levels and dimensions

 Last month at our county ministerial alliance gathering, we got to chatting about the books we were reading.  One pastor mentioned a book – and of course the title escapes me – but it had something to do with how we invite people into deeper discipleship. I actually think that it was “Simple Church: Returning to God’s Process for Making Disciples” but I’m not 100% positive.

Our conversation from this point talked about the process for making these deep disciples.  We talked about Saddleback Church’s Baseball Diamond metaphor… which probably comes from somewhere else first.  We talked about the process at one local pastor’s church of moving from an attender to a participator to a server… well, that’s not exactly how he phrased it, but it’s moving from simply being there to going deeper in your involvement and then giving back in some way. 

It was all about process and movement and how to move people, how to encourage people to not just stay at one level in their spiritual growth, but to… grow!

I left the conversation thinking about the fact our congregation hasn’t had a discussion about our discipleship process.  People come to church and we try to get them to join and then… well, pray they get active. It’s kind of sad to type that out, but it’s probably the truth.
I left the meeting and picked back up the book that I had been reading, “This Beautiful Mess: Practicing the Presence of the Kingdom of God” by Rick McKinley.  And the very chapter I was beginning had this to say: 

When I first became a Christ follower, I was invited to a Bible study… Bring it on, I thought.  I was all for it.  I devoured that one and soon moved on to the next, and then the next one after that, and the next one after that… But there was no end to it.  All I ever arrived at was a new level that needed reaching.  Now you might recognize yourself in my spiritual striving, or you might not.  But I see that kind of striving and competitiveness everywhere… churches especially. Pastors and lay leaders love to talk about advancing the kingdom, about building the kingdom.  It is as if Jesus said, “My kingdom is a pile of lumber on the truck in heave, and I need you boys and girls to get a hammer and help Me nail this thing together.  Could ya?”

But he didn’t… He said, “The Kingdom is…”

… What if I told you that the the world is broken and that WE are God’s answer to the world’s problems?… You yourself – and all that you can do – are crucial to the future of the planet.  Just like you secretly, humbly, all along expected.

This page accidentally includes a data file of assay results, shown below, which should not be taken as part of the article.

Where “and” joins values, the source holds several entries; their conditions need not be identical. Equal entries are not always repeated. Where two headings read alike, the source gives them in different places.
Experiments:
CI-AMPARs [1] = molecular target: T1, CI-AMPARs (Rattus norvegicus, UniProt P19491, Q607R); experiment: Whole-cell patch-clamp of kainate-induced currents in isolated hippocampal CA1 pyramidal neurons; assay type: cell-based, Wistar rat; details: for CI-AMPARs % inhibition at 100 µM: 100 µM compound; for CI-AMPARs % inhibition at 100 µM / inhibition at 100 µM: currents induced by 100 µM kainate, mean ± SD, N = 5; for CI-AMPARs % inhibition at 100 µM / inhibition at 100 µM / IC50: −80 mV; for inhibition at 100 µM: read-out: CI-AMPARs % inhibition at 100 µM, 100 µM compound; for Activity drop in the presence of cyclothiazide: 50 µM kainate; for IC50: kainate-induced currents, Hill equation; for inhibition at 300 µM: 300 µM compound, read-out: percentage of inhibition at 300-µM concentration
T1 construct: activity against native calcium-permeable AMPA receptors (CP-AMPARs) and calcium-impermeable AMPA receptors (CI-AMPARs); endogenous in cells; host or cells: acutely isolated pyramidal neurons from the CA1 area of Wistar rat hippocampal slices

Of course, it’s not true. The kingdom is. That’s it. Jesus does not need you or me to nail it together.

Kind of throws me off.  I like thinking in terms of levels of achievement… if I work hard and do the right things, I can move to the next level… Levels of spirituality are perfect for a culture that deifies the individual.  Our world is focused on self; the kingdom is about the other.  It demands that I notice others, love others, pray for them and serve them. “Levels spirituality” does not.  It allows me to do it myself, by myself.

Jesus hates levels spirutuality. All it does is reinforce the lie that started way back in the beginning – the one that says I can be like God. (pgs 56-58)

So, I spent the morning talking about and embracing this idea of levels and growth through a process and then Rick McKinley turns the whole thing upside down and on its head and says – no.

Of course, it’s not necessarily an either/or.  It’s a both/and.  We are called both to just be in Christ’s kingdom and we are called to take up our cross and follow. 

In spite of my Wesleyan roots, I think I tend to really hold fast to the being of discipleship.  Wesley had a fanatical desire to grow in his spirituality and had all sorts of “methods” for doing so.  Fasting, prayer, visiting the prisoners were all steps in the process of becoming more like Christ. There was the whole idea of sanctification… that we actually COULD by God’s grace become more and more like Christ. 

But what I think that in spite of all the doing of discipleship, the early Wesleyans were also putting themselves in situations and among people where they could BE in the Kingdom.  They was seeking out the poor – or they were the poor, the sick, the imprisoned. They sat with the people Jesus loved.  They loved them.  They did what they could for them, but the relationships were important.  When they asked, “how is it with your soul?” they meant it.

Again from Rick McKinley:

…God isn’t measuring anything.  He only wants us to live in a dimension that is already there.  He is simply inviting us to be a part of what He is already doing… What I am realizing after a few years of leaving the levels is that our eyes begin to see differently.  We notice the kingdom dimension of life, but slowly… seeing the kingdom may take a few seconds.

My hope as a pastor is not that I get someone to achieve higher levels of discipleship, but that I can love them.  My hope is that I can love them and offer them the opportunity to see the world with new eyes.  To see the world as Christ sees it.  To see the broken and hurting things and to love them.  Yes, there is a goal to be reached  – a time when that hurting and suffering and pain is no more… but that is not for me to determine.  I can simply be in the kingdom and let Christ’s love flow through me.

1 Comment

  • Jessica Miller Kelley

    April 5, 2010 at 2:16 pm Reply

    Very nice. I heard Adam Hamilton talk about reversing the baseball diamond metaphor, because some people will happily come box up canned goods for the poor but might not be interested in worship. So, you invite them to come serve. There, they build relationships and maybe join a small group or Bible study. There, they begin to grow as disciples and want to express that through public worship and affirmation of faith. I like that model a lot.

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